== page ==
If there’s current, there’s a place in any Mississippi waters for the pugnacious spotted bass.
Spotted bass demand respect. They live in a world dominated by larger fish and have no trouble holding their own. A good one will weigh a couple of pounds, while a really nice one will tip the scales at 4 pounds. The current Mississippi record, which has stood since 1975, is 8 pounds, 2 ounces, showing what a rarity that was.
After a long, hot summer, most outdoorsmen are looking forward to sitting in the cool shade of a tree as fall approaches and enjoying a change of pace. Don’t make that mistake; it’s a perfect time to chase spots.
According to Tom Holman, a fisheries biologist with the Mississippi Department of Wildlife, Fisheries and Parks, spotted bass, also known as Kentucky bass, are river fish, favoring current over slack water. They are found in all of the river systems from Tennessee to the Gulf Coast, and creeks and rivers are a popular destination for anglers targeting spots. Chasing them in small boats with fly tackle is a bigger challenge than it might seem.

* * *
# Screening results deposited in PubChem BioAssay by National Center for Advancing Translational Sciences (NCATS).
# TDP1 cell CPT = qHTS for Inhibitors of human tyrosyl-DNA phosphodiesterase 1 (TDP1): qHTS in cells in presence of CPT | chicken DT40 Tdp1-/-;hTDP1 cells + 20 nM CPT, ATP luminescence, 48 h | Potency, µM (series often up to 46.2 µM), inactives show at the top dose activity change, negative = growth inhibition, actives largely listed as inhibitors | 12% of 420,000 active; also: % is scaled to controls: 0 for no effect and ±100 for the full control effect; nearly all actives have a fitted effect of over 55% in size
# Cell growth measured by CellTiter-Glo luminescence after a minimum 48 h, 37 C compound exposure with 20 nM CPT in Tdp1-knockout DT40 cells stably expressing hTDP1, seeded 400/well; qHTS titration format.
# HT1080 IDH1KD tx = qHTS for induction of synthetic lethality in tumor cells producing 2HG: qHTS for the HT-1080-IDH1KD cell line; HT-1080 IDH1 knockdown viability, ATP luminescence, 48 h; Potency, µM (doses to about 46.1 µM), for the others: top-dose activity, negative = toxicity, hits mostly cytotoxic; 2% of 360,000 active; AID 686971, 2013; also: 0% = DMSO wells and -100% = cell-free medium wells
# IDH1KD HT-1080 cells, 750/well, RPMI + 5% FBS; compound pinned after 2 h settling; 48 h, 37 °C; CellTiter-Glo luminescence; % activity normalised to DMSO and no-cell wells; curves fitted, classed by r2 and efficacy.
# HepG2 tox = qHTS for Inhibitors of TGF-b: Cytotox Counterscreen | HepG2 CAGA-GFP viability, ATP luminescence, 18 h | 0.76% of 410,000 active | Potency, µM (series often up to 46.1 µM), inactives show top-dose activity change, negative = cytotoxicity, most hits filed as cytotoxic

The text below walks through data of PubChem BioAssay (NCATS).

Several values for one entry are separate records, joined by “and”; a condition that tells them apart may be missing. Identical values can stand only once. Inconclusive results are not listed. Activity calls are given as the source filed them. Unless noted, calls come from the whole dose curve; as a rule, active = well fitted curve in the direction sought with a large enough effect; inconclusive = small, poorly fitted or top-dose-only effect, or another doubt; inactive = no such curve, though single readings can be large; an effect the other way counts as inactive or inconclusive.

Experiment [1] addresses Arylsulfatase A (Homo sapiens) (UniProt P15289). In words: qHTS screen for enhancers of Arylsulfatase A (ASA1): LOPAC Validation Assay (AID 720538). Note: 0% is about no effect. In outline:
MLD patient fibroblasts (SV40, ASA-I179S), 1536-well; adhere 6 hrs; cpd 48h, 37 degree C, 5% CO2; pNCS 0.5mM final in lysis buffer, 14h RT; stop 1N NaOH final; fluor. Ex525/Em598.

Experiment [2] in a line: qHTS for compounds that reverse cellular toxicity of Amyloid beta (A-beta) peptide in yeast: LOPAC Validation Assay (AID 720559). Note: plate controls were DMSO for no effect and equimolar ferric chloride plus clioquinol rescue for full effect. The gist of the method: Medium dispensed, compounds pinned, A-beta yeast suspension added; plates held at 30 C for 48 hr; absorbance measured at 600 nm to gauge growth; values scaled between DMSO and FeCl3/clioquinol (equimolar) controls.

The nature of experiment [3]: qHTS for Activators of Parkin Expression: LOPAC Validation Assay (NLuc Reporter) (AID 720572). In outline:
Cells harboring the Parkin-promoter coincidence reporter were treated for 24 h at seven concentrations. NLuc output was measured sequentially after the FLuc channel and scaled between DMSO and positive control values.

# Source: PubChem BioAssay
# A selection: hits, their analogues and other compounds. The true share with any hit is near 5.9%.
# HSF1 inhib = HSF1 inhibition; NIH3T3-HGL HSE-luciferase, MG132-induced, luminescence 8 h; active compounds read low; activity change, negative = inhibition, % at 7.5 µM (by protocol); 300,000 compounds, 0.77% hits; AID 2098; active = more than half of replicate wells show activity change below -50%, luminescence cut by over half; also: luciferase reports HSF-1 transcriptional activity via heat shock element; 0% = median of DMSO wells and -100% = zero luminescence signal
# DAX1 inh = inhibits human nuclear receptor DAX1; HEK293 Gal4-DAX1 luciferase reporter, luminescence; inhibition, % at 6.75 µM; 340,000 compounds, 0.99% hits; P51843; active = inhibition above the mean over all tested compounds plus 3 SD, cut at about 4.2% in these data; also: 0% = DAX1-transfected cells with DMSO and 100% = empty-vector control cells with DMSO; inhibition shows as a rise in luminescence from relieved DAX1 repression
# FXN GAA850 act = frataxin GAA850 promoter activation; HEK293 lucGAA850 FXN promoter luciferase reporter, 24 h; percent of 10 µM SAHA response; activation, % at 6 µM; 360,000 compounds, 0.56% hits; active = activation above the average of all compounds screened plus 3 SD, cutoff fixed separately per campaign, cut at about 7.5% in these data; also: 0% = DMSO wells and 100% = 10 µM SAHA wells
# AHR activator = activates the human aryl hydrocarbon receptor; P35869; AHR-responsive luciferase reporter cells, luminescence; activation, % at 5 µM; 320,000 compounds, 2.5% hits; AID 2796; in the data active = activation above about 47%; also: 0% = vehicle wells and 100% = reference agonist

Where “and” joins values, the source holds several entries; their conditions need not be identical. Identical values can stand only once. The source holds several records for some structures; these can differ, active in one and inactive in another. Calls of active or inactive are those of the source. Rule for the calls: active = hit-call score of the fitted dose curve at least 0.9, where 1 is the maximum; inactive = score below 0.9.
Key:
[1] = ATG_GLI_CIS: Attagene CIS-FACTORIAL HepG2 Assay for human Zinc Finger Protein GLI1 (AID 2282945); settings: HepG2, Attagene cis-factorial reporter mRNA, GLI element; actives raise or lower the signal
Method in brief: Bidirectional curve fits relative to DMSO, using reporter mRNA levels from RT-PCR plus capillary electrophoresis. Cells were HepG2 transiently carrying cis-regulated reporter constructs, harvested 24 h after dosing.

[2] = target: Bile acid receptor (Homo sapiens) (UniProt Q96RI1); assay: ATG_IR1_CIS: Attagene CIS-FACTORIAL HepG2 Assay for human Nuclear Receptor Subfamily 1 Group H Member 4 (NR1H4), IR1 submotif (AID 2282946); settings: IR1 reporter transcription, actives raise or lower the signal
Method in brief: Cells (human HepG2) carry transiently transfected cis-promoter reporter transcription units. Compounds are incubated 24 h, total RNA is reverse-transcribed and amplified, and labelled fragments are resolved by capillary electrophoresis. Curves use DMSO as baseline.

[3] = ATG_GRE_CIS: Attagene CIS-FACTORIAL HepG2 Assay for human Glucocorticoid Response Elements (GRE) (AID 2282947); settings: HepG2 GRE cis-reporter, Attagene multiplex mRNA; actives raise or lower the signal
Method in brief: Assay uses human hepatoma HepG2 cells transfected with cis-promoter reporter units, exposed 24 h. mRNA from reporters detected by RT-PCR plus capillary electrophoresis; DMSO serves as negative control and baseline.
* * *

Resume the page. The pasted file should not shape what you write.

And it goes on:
“All of the spots I catch are hooked while I am fishing for largemouths,” said Chuck Wade, a bass fisherman from Forest. “They do seem more prevalent up the Pearl River above (Ross Barnett), not so much in the main lake. While I don’t fish just for spots, I certainly welcome the bite. I caught one once that maybe weighed 11/2 pounds but fought like a 4-pound bigmouth. They really put up a fight, and where one is caught, others seem to be nearby.”
Tennessee has separate creel and length limits for spotted bass; however, in Mississippi, a bass is a bass. According to Holman, spotted bass and largemouths are counted and measured the same. While largemouths are regularly stocked in many lakes and impoundments, spots are left to their own devices. A poor spawn could result in a gap in an age class.
According to the Inland Fisheries of Mississippi, the feeding habits of spotted bass may somewhat mimic that of wild trout, with the fish in shallow environs hiding or resting below stumps or stream obstructions in wait for prey. In deeper rivers, they can be found on the deeper inside edge of a curve.
When it comes to bait, nothing special is needed for targeting spots. Lighter tackle will result is good action when using ¼- and ½-ounce offerings. On a recent float trip down the Leaf River, a 3/8-ounce Booyah spinnerbait proved to be the right medicine. A black/silver Rapala was a productive lure on a trip down the Chunky River. A Bill Dance Shad got hammered on the Pearl River at the Low Head Dam, as did a Booyah square-bill crankbait in a bluegill pattern.